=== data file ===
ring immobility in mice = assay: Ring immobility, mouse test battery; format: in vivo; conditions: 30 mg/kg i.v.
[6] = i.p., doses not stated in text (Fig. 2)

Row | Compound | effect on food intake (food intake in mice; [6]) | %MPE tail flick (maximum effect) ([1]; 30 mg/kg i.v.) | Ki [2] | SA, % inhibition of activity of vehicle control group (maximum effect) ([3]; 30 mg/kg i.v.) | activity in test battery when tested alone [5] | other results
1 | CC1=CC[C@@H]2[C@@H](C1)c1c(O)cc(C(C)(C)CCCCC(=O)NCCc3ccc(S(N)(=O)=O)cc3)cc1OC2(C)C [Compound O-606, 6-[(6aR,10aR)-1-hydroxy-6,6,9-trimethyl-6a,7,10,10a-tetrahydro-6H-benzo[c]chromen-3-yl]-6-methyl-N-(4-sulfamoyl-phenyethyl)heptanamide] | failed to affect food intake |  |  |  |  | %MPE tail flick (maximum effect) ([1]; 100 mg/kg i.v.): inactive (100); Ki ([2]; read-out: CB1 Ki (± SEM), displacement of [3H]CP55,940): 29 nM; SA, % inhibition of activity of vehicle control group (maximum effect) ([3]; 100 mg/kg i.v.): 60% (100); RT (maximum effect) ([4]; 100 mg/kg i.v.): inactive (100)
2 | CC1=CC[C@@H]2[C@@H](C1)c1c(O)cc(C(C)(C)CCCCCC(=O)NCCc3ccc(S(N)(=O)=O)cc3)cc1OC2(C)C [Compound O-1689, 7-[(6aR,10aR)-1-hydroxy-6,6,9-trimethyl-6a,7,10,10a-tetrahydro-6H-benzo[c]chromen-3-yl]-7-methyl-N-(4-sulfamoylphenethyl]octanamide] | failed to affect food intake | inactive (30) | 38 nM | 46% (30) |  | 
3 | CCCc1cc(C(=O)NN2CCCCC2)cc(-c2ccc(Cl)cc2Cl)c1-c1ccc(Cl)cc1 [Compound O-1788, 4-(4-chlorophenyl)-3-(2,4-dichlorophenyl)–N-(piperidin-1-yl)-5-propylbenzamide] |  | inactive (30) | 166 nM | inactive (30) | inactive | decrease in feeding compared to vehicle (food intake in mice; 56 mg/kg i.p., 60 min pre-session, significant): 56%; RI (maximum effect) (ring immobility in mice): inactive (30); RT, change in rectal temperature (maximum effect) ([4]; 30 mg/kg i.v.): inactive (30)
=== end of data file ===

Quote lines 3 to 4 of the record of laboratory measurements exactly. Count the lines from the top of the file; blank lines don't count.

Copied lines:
Row | Compound | effect on food intake (food intake in mice; [6]) | %MPE tail flick (maximum effect) ([1]; 30 mg/kg i.v.) | Ki [2] | SA, % inhibition of activity of vehicle control group (maximum effect) ([3]; 30 mg/kg i.v.) | activity in test battery when tested alone [5] | other results
1 | CC1=CC[C@@H]2[C@@H](C1)c1c(O)cc(C(C)(C)CCCCC(=O)NCCc3ccc(S(N)(=O)=O)cc3)cc1OC2(C)C [Compound O-606, 6-[(6aR,10aR)-1-hydroxy-6,6,9-trimethyl-6a,7,10,10a-tetrahydro-6H-benzo[c]chromen-3-yl]-6-methyl-N-(4-sulfamoyl-phenyethyl)heptanamide] | failed to affect food intake |  |  |  |  | %MPE tail flick (maximum effect) ([1]; 100 mg/kg i.v.): inactive (100); Ki ([2]; read-out: CB1 Ki (± SEM), displacement of [3H]CP55,940): 29 nM; SA, % inhibition of activity of vehicle control group (maximum effect) ([3]; 100 mg/kg i.v.): 60% (100); RT (maximum effect) ([4]; 100 mg/kg i.v.): inactive (100)